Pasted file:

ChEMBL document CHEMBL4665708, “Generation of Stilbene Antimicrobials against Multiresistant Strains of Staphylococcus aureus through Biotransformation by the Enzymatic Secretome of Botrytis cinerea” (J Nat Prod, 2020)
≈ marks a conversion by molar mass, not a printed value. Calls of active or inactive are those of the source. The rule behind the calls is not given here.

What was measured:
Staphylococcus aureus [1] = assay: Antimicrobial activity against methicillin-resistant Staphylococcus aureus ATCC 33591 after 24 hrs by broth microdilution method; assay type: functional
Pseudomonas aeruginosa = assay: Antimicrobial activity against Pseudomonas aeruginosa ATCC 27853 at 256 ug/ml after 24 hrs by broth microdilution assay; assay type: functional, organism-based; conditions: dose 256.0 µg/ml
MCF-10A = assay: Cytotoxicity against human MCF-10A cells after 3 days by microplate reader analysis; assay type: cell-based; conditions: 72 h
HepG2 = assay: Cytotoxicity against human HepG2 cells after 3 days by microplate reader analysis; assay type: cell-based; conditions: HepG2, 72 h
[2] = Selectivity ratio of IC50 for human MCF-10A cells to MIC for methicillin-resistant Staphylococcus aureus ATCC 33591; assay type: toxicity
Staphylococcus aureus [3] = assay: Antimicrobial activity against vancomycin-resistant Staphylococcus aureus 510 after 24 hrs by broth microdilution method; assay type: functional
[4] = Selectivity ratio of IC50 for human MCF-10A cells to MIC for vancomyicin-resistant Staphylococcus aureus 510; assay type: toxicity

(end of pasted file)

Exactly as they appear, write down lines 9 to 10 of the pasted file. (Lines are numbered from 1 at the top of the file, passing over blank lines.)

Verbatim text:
Staphylococcus aureus [3] = assay: Antimicrobial activity against vancomycin-resistant Staphylococcus aureus 510 after 24 hrs by broth microdilution method; assay type: functional
[4] = Selectivity ratio of IC50 for human MCF-10A cells to MIC for vancomyicin-resistant Staphylococcus aureus 510; assay type: toxicity